Tucked in the heart of Erankau village, some 6km from Sultan Hamud market, is the homestead of Paul Nagisikie.
The home is dotted with Dorper sheep, which the farmer keeps for their highly sought-after meat.
“Though I inherited 21 cows and 57 goats, the animals were wiped out by a drought that hit our area in 1978,” says the Nagisikie, 62.
The farmer started restocking his farm with Red Maasai sheep, buying one every market day.
“Then I was the only one who was keeping sheep, whose meat was on high demand. Those seeking rams from me to slaughter for their lactating women had to offer bulls in exchange," he recalls, adding that in 1989, he bagged 100 bulls from his sheep.
A rancher in Machakos introduced him to Dorper sheep in 1994, and having gathered breeding tips from the farmer, Nagisikie started to cross Dorper with the Red Maasai.
He has since phased out the Red Maasai completely, and his Dorper rams are a highly sought breeding stock.
"Ewes go for Sh25,000 while a ram for Sh45,000," he says, adding that he sells 40 sheep per month on average to Farmers’ Choice.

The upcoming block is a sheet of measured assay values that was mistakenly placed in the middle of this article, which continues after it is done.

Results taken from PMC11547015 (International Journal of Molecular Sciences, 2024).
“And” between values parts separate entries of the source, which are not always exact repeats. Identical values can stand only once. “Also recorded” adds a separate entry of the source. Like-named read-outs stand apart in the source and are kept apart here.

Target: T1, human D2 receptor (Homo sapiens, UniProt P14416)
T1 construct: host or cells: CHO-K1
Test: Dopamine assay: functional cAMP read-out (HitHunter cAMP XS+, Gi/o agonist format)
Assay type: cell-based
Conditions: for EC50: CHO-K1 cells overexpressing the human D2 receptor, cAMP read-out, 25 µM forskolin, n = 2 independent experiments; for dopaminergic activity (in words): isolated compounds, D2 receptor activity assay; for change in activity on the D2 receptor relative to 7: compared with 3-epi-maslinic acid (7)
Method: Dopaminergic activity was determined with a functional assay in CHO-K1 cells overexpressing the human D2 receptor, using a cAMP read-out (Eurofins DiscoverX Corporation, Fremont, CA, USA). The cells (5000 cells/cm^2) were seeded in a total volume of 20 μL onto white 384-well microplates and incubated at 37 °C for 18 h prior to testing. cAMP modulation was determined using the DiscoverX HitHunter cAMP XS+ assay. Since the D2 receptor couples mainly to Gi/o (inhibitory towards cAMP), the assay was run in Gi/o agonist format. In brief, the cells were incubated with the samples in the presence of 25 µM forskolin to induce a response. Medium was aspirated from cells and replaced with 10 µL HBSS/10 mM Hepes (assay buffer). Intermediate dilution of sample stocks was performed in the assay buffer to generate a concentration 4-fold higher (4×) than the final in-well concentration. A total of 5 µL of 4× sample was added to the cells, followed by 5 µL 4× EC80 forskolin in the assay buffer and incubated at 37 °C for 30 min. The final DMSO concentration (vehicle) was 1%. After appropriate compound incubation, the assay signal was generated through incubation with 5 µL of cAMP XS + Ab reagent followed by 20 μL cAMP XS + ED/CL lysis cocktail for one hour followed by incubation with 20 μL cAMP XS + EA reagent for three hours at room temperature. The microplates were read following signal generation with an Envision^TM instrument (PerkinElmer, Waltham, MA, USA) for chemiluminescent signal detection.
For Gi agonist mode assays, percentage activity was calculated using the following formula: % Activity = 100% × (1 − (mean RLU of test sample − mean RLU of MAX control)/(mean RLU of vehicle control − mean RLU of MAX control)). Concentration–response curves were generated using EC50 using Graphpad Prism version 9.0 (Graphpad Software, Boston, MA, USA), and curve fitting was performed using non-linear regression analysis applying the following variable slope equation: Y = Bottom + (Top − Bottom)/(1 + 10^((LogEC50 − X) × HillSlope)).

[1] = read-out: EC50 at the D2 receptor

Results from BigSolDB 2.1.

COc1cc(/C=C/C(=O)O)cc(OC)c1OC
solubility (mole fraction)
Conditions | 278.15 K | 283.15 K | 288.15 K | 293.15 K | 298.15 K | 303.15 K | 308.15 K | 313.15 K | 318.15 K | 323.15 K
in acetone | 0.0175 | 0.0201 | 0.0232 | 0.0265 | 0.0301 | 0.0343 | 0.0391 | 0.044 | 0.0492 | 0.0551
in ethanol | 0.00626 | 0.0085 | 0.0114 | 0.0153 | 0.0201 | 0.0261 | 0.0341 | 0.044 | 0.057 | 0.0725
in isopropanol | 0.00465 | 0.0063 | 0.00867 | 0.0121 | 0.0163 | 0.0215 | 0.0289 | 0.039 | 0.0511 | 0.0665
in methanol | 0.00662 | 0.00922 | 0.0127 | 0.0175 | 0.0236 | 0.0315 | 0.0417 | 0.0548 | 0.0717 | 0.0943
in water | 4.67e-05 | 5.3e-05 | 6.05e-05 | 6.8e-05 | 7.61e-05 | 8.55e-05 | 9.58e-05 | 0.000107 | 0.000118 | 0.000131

Dorper Sheep Breeders Society of Kenya treasurer Jeremiah Sein notes that the animal easily beats all other breeds because it grows faster and its meat is tender and delicious.
“They are able to produce up to 40kg of tender meat within six months,” he says, adding that explains the popularity of the breed to commercial farmers.
Dorper sheep are able to thrive in various climatic conditions because they adapt well, according to Sein.
However, they are at home mostly in arid and semi-arid areas.
Thanks to the sheep, Nagisikie has since acquired several properties, among them an entire building in Sultan Hamud market that houses the shop, which he once rented, and his children attend international schools.
Activities he undertakes to take care of the sheep include vaccination, deworming, dipping and shearing.